It’s often said that the world is full of great ideas. That’s probably true, but laying claim to a great idea can be a tricky business.
Joyce Bozarth Klemmer knows all about protecting ideas. The College of Business alumna has made a career out of representing corporate clients involved in cases of potential infringement of intellectual property rights.
“Every year, for the last twelve, I have played a lead role in notable patent litigation cases,” Klemmer explains. “In today’s competitive business world, protecting your company’s crucial intellectual property can mean the difference between success and failure. And it’s not just technology companies that need protection. In a regulatory environment where patents are being granted ranging from parts of the human genome to the way books are sold on-line, every business needs top legal guidance to protect its intellectual property.”
Klemmer is an intellectual property attorney at the law firm of Smith, Gambrell & Russell, LLP. For over one hundred years, SGR has been one of the Southeast’s most respected law firms. As a partner in the firm’s IP section, she has prosecuted and defended corporations and individuals in cases pertaining to patent, trademark, service mark, trade dress and copyright infringements. She has also handled claims of misappropriation by former employees involving trade secrets and confidential commercial information and related claims of unfair competition. Despite the legalities involved, most of her time is spent outside of court.
“I enjoy courtroom appearances and trials,” says Klemmer. “However, most cases filed in the United States are settled before trial, and that’s true with patent and other infringement lawsuits. Since these cases are often large and publicly noteworthy, both sides are inclined to seek an expedited resolution.”
Although Klemmer works from her firm’s headquarters office in Atlanta, her distinguished career has provided both national and international opportunities. She has represented many European clients and has traveled to countries throughout Europe preparing for litigation. “I’ve logged about a half million miles in the air,” she recalls.
Klemmer’s journey through life started as an Upstate New York native. She moved with her family to Rochester at the age of 7 and later graduated from East High School. An interest in business brought her to RIT.
“I originally leaned toward marketing. As part of the curriculum, I took courses in legal environment and business law, and I found that I particularly enjoyed those classes. It lead to my eventual decision to apply to law school.”
After graduating from RIT with a bachelor’s degree in business administration, Klemmer went to Georgia and attended Emory University School of Law. Upon graduating from Emory in 1981, she took a month off to tour Europe before starting her career at Smith, Gambell & Russell.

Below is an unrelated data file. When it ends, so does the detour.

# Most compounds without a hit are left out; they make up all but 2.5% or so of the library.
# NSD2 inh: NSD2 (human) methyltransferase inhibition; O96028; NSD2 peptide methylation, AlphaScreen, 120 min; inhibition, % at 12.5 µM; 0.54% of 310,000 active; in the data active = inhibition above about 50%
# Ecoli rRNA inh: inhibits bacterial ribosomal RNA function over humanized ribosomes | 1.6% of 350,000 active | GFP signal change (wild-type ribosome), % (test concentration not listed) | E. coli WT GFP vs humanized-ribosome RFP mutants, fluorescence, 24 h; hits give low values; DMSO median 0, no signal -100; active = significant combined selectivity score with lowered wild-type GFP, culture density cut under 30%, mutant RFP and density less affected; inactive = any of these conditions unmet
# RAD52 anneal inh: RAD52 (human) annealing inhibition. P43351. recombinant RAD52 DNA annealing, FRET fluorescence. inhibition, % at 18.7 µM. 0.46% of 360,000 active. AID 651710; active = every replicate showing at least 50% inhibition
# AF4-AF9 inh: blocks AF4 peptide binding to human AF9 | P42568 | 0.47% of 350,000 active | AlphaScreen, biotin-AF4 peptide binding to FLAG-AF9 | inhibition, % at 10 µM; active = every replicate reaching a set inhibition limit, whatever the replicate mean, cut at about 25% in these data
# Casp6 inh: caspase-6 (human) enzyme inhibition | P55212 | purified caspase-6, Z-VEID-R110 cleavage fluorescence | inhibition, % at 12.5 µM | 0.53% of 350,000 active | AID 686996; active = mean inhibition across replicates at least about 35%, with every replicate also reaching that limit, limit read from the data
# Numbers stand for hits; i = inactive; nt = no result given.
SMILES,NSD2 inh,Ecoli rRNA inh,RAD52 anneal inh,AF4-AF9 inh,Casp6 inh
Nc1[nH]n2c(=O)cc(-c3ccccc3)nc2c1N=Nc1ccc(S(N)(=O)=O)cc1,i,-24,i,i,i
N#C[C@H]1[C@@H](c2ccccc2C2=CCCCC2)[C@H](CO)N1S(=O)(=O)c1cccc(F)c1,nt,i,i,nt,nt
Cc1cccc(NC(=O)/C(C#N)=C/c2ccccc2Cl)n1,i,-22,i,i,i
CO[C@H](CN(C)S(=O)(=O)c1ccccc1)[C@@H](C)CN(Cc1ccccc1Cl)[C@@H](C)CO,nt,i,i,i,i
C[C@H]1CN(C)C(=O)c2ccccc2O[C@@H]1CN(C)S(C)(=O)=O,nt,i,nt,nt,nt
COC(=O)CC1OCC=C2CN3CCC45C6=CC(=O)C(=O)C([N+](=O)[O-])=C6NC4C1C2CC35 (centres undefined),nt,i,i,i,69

Since joining the firm, she has enjoyed success while representing clients in a variety of intriguing cases. Just last year, a court in Wisconsin ruled in favor of her client regarding allegations the company had infringed two patents related to infant monitoring systems. She says that being confronted by a variety of issues is one reason her job is so rewarding.
“In the intellectual property line of work, you get to learn a lot about a small area of an industry. For example, in one of the cases I handled, the issue was chicken vaccines and the methods used to manufacture the vaccines. I’ve also represented the American Society of Composers, Authors and Publishers in over one hundred suits related to copyrighted music infringements.”
Klemmer frequently lectures on topics related to intellectual property litigation and has authored numerous articles. She also takes on her share of pro bono work as a member of the Atlanta Volunteer Lawyers Foundation, an organization with which she’s been affiliated for 20 years.
Outside the legal world, Klemmer enjoys leisure travel with her husband, Richard. She says Paris, Belgium and the Caribbean are among their favorite destinations. And in recent years, she taken up playing the piano. “Of course, I should practice more,” she laments.
Klemmer believes her education at RIT provided a solid foundation for the success she is enjoying today. As she reflects on her experience, Klemmer offers the following advice for future graduates.
“I think it’s extremely important a student learn as much as they possibly can about a profession before committing to it. As a lawyer, you put in long hours, and it would be miserable if you didn’t like what you are doing. Take co-ops to get a day-to-day feeling for what the work is like and find out whether it’s challenging and interesting. The most successful people in their respective fields, love what they do. It is the number one criteria for success.”